Porous sandstones tend to develop deformation bands during deformation rather than classical fractures found in rocks with low or no porosity. Recent fieldwork in SE Nevada allowed me to return to an area where deformation bands formed during thrusting. They formed in Jurassic Aztec Sandtone, and the thrusting is Sevier in age, with the Keystone Thrust as the main structure.
First of all, this area tells us that deformation bands form in contraction as well as extension. Second, it shows that a significant portion of bands in the Aztec sandstone are thick (cm) bands with very little shear displacement. Such bands are commonly called Shear Enhanced Compaction Bands (SECBs) and seem to require higher porosities than the more ordinary compactional shear bands. Hence they do not occur everywhere in the overthrusted sandstones. A related type of bands, compaction bands, formed at the same time. These are even more dependent on high porosity, and are scarcer.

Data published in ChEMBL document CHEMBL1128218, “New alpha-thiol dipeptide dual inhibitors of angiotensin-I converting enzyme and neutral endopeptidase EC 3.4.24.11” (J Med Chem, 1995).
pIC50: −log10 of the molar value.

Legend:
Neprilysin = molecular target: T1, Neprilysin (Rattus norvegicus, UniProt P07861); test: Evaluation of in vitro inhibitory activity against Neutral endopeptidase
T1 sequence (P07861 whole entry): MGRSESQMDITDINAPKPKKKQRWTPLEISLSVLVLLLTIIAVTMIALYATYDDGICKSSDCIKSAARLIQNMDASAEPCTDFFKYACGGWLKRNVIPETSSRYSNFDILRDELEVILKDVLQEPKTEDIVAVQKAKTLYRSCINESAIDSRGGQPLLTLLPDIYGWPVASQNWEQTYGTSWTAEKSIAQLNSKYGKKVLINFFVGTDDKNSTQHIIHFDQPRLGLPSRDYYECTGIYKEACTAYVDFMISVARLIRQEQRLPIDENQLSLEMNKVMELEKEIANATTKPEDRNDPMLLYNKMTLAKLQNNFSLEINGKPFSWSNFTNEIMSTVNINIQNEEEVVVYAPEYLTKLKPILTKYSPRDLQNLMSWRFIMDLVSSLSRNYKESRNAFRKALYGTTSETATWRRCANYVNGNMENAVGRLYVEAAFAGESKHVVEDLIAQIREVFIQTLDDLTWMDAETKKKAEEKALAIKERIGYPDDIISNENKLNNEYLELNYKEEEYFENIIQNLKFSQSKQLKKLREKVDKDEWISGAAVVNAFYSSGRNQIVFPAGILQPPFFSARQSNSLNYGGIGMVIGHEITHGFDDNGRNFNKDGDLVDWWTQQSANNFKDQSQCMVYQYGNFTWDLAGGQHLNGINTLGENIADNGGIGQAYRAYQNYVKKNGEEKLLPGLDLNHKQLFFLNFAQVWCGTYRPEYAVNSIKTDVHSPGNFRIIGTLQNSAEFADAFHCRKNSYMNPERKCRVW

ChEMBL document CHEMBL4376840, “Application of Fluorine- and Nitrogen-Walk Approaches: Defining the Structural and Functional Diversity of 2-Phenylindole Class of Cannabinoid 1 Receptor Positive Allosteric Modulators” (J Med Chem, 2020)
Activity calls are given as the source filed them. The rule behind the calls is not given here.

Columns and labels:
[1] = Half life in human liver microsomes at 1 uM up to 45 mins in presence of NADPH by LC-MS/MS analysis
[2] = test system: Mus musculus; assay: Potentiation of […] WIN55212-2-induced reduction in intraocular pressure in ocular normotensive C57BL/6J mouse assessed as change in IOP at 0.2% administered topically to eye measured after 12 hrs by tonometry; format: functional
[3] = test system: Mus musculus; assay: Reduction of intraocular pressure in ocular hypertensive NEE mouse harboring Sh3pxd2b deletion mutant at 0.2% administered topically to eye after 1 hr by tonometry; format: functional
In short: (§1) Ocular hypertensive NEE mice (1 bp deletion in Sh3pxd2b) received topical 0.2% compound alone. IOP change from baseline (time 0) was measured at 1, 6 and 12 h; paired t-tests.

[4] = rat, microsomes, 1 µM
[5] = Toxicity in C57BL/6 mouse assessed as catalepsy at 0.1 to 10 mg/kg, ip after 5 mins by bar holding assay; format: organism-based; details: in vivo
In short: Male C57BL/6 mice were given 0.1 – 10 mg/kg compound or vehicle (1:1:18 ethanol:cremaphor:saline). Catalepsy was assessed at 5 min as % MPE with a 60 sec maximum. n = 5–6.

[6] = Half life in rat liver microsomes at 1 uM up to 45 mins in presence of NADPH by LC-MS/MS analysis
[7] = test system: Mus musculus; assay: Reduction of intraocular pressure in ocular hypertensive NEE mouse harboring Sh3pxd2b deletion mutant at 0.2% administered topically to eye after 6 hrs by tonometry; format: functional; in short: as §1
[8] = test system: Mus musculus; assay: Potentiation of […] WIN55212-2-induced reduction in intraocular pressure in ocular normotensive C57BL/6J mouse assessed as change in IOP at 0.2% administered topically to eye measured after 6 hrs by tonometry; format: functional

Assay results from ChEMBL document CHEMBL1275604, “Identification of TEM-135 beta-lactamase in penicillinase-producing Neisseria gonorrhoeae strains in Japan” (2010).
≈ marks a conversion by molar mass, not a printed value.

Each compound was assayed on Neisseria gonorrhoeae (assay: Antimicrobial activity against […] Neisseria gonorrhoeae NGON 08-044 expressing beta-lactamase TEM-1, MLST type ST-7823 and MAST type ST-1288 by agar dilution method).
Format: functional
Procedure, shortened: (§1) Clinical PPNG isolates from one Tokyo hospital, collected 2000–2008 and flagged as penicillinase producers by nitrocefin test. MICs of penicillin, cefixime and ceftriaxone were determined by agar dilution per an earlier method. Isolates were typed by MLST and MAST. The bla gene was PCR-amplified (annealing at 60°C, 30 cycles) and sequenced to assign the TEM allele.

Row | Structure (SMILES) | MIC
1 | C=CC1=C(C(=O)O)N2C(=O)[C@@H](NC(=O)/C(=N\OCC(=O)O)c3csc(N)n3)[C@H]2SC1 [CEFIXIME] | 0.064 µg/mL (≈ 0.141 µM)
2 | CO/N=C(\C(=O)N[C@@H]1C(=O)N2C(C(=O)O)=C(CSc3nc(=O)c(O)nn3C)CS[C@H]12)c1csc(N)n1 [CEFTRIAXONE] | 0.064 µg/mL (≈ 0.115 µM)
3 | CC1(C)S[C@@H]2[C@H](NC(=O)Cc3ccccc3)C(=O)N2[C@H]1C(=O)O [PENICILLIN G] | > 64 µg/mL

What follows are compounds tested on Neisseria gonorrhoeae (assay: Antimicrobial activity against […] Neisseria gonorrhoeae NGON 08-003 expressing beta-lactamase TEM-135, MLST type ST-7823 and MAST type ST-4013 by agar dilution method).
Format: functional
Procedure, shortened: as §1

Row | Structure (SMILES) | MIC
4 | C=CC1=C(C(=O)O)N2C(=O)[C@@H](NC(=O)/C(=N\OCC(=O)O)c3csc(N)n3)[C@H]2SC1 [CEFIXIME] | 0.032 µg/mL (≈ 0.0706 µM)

One of the striking things about this area (Red Rock Canyon near Las Vegas, Valley of Fire and the Muddy Mountains) is how little deformation structures the sandstones express, considering that they have been overrun by thousands of tons of Cambrian and younger rocks above the Keystone and similar thrusts. Beats me. Here are a few pictures from the area that I hope you will enjoy.